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Entries in Box Office (3)



A traditional festive countdown, reflecting upon my 2016 movie-watching moments...

They are the big six; the studios that have shaped Hollywood history. Today, the red-&-black ink ledgers that only the likes of Louis B Mayer, the Warner brothers or Lew Wasserman were privy to are open books for all to see. And the marketplace is filled with mini-majors (like Lionsgate) and small, savvy operators (like Megan Ellison’s A24). So, in 2016, which studio heads slept easy at night and who woke every day feeling the burning glare of the stockholders…

(Combined domestic/international, in US$; as of December 18; Source: ShowBuzzDailyBox Office Mojo)

1. DISNEY: 2016 Worldwide Gross - $6.426billion; Market Share – 24.2%
HITS: Captain America: Civil War (#1; $1.153b; pictured, below); Finding Dory (#2; $1.027b); Zootopia (#3; $1.24b); The Jungle Book (#4; $966m); Doctor Strange (#10; $667m); Rogue One A Star Wars Story* (#11; $576m); Moana* (#25; $308m)
MISSES: Alice Through the Looking Glass (#26; $229m); The BFG (#39; $178m); The Finest Hours (#80; $52m) The Light Between Oceans (#102; $23m).
ANALYSIS: The studio’s red inkers (the expensive underperformance of Alice Through the Looking Glass; the non-starters like The BFG and The Finest Hours) have faded from memory in the wake of the combined box office might of the Marvel line-up, a resurgent in-house animation division (Zootopia; Moana) and smart property relaunches (The Jungle Book; Pete’s Dragon, which hit $144m). And there are still the first two weeks of Rogue One grosses to round out the year! The undisputed box office champ of 2016.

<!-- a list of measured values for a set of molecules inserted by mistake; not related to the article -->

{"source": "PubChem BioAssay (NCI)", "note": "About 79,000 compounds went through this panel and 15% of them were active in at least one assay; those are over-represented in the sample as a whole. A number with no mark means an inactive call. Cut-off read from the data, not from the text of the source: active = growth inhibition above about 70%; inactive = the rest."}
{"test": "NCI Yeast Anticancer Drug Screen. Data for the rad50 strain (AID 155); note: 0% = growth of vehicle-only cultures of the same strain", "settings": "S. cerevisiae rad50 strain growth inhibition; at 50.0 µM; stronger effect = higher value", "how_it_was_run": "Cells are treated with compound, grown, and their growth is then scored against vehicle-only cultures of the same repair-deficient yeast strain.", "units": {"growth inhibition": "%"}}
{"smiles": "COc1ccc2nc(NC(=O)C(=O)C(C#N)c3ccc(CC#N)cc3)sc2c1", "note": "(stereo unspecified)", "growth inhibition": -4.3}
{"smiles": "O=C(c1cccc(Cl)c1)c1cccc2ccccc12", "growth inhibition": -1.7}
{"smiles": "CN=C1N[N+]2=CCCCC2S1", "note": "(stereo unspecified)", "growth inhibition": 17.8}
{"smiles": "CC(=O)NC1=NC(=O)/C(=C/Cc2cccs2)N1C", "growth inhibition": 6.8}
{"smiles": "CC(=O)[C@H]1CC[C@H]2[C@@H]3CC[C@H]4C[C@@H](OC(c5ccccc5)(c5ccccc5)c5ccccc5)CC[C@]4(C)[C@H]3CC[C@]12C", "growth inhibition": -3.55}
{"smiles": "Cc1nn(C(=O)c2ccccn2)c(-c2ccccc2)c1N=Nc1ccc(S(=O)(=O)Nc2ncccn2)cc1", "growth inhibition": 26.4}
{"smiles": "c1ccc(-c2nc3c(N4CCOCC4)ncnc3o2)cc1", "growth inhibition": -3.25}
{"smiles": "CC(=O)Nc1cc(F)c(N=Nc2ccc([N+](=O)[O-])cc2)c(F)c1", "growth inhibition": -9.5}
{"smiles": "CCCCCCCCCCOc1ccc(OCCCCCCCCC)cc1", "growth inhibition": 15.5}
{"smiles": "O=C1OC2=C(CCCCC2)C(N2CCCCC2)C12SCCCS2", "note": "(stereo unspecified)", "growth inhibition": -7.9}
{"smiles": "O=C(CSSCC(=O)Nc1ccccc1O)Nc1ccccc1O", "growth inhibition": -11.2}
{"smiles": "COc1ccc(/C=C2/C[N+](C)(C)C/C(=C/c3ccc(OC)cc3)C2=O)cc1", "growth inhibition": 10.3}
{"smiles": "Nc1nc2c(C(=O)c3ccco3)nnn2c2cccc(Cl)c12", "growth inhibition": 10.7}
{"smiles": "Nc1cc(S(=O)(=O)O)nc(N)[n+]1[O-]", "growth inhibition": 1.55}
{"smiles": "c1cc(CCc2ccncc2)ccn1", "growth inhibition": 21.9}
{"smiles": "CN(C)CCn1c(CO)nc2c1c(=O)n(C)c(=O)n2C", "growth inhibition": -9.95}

2. WARNER BROTHERS: 2016 Worldwide Gross - $4.499billion; Market Share – 17.8%
HITS: Batman vs Superman: Dawn of Justice (#6; 873m); Suicide Squad (#7; $746m); Fantastic Beasts and Where to Find Them* (#9; $740m); The Legend of Tarzan (#19; $357m); The Conjuring 2 (#24; $320m); Sully (#30; $228m); Central Intelligence (#31; $217m); Lights Out (#47; $149m)
MISSES: Collateral Beauty* (#109; $20m; pictured, right); Keanu (#108; $20m); The Nice Guys (#89; $36m**); Barbershop The Next Cut (#79; $54m); War Dogs (#65; $86m)
ANALYSIS: The WB fought off a savaging by critics and fanboy backlash to post big numbers on their DC blockbusters and successfully recaptured that Potter magic to find fantastic returns on JK Rowling’s return. The big profits stemmed from mid-budget horror hits The Conjuring 2 and Lights Out; did well to position the upmarket Eastwood/Hanks pic Sully as both a prestige title and box office performer. Dropped the ball on The Nice Guys (which seemed a pre-elease sure thing); counter-programming the underwhelming (and terribly titled) Collateral Beauty against Rogue One hasn’t work.